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I am taking a course on scientific computation, and we just went over least squares approximation. My question is specifically about approximating using polynomials. I understand that if you have n+1 data points, you can find a unique polynomial of degree n that describes all of these points. But I can also see why this is not always ideal. You can get a lot of noise in between data points with such an approach. I suppose it's nice to get a lower degree polynomial that estimates your data well enough.

My question is: how do you decide in practice what degree of polynomial you are going to use? Is there a rule of thumb, or does it depend solely on the problem at hand? Do we have to take into account various tradeoffs when deciding between more or less degrees? Or am I misunderstanding something here?

Thanks in advance.

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    $\begingroup$ I think in practice people use things like spline interpolation en.wikipedia.org/wiki/Spline_interpolation so that low order polys are used, but they fit well with each others over the overall domain. This way one does not have to guess for an overall polynomial order. $\endgroup$ – Nasser Mar 23 '14 at 3:14
  • $\begingroup$ Thanks for the link. We haven't gone over splines yet, so this is interesting reading. $\endgroup$ – Uday Pramod Mar 23 '14 at 3:33
  • $\begingroup$ What is it exactly that you want to do? Are you trying to interpolate the points or fit given data? For example, it is useless to interpolate data that consists of a normal distribution with noise. For the former, Nasser's answer is good. For the latter, the fit function depends solely on the problem at hand and is in many cases not polynomial. $\endgroup$ – hauntergeist Mar 23 '14 at 15:58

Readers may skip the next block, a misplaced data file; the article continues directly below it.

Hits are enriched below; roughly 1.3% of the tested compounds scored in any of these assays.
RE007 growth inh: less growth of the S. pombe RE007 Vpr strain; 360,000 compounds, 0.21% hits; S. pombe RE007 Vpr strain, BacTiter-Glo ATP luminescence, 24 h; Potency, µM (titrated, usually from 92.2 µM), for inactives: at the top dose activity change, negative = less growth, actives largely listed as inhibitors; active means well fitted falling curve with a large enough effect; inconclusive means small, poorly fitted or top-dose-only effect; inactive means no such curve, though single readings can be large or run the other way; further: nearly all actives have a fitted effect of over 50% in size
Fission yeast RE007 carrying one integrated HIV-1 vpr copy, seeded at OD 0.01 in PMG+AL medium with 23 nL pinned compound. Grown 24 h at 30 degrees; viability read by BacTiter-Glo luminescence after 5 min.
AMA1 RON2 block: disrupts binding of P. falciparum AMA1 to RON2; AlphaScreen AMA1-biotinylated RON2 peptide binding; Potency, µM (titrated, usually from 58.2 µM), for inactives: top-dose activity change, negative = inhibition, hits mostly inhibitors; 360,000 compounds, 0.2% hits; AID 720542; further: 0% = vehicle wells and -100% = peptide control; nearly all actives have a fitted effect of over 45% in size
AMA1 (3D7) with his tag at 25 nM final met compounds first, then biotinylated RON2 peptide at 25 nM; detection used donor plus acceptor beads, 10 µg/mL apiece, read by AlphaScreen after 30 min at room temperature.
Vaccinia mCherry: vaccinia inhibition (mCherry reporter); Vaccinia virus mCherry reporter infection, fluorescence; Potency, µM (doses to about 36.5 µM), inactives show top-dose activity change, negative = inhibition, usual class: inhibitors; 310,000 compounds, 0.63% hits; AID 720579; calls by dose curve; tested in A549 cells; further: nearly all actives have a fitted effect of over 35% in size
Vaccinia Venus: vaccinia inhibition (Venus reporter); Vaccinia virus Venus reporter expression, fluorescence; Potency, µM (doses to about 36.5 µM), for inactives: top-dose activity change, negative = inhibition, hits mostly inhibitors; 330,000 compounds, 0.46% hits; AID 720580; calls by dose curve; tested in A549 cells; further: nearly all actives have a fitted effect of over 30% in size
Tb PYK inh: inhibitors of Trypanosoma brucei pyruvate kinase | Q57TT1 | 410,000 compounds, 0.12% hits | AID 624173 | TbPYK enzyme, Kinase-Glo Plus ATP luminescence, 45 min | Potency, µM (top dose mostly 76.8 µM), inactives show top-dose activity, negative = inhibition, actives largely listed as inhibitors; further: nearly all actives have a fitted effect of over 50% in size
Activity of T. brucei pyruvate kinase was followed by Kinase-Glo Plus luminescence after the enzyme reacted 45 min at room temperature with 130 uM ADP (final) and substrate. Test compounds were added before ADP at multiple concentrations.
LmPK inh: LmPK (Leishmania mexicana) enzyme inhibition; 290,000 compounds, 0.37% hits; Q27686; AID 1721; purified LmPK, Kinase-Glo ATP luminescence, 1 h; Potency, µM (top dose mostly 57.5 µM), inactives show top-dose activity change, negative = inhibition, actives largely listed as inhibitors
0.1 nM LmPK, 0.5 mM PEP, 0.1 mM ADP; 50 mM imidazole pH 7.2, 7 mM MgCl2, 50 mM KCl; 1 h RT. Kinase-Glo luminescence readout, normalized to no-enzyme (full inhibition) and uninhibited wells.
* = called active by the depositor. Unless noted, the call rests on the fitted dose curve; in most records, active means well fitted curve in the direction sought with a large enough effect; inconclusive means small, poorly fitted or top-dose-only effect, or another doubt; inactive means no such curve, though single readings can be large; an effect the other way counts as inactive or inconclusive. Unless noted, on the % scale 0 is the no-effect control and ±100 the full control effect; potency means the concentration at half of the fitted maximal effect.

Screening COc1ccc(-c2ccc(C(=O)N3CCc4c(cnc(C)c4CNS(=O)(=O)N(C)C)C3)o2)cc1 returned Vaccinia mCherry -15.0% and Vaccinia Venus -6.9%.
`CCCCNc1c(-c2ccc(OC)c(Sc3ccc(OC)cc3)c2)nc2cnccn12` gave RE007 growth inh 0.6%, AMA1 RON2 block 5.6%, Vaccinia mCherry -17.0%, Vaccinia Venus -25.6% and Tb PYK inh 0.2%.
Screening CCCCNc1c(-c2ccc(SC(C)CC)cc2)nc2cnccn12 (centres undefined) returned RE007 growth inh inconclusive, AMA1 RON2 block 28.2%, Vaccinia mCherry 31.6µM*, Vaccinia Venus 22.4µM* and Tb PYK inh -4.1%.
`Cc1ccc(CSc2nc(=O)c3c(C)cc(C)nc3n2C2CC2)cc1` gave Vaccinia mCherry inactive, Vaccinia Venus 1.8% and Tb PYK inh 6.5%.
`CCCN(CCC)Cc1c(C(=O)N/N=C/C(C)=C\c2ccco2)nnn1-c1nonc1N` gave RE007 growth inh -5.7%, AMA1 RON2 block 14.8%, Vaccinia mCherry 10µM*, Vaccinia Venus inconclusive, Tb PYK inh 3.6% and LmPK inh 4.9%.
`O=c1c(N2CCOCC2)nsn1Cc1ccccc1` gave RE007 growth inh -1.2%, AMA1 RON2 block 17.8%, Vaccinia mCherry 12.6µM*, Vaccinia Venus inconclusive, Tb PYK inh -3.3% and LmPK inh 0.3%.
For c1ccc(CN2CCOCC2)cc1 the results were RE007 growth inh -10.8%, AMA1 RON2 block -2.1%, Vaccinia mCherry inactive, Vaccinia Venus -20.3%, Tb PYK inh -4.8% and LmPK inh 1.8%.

• $\begingroup$ You might be interested in the answers of this question on cross validated. $\endgroup$ – Bort Jan 10 at 21:39
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The most important aspect of interpolation and curve fitting is to understand why high order polynomial fits can be an issue and what the other options are and then you can understand when they are/are not a good choice.

A few issues with high order polynomials:

  • Polynomials are naturally oscillatory functions. As the order of the polynomial increases, the number of oscillations increases and these oscillations become more severe. I'm simplifying here, the possibility of multiple and imaginary roots makes it a bit more complex, but the point is the same.

  • Polynomials approach +/- infinity at a rate equal to the polynomial order as x goes to +/- infinity. This is often not a desired behavior.

  • Computing polynomial coefficients for high order polynomials is typically an ill conditioned problem. This means that small errors (such as rounding in your computer) can create large changes in the answer. The linear system that must be solved involves a Vandermonde Matrix which can easily be ill conditioned.

I think that perhaps the heart of this issue is the distinction between curve fitting and interpolation.

Interpolation is used when you believe that your data is very accurate so you want your function to exactly match the data points. When you need values between your data points it's typically best to use a smooth function that matches the local trend of the data. Cubic or Hermite splines are often a good choice for this type of problem since they are much less sensitive to non-local (meaning at data points far away from a given point) changes or errors in the data and are less oscillatory than a polynomial. Consider the following data set:

x = 1   2   3   4   5   6   7   8   9  10
y = 1   1 1.1   1   1   1   1   1   1   1

Interpolation
A polynomial fit has much larger oscillations, especially near the edges of the data set, than a Hermite spline.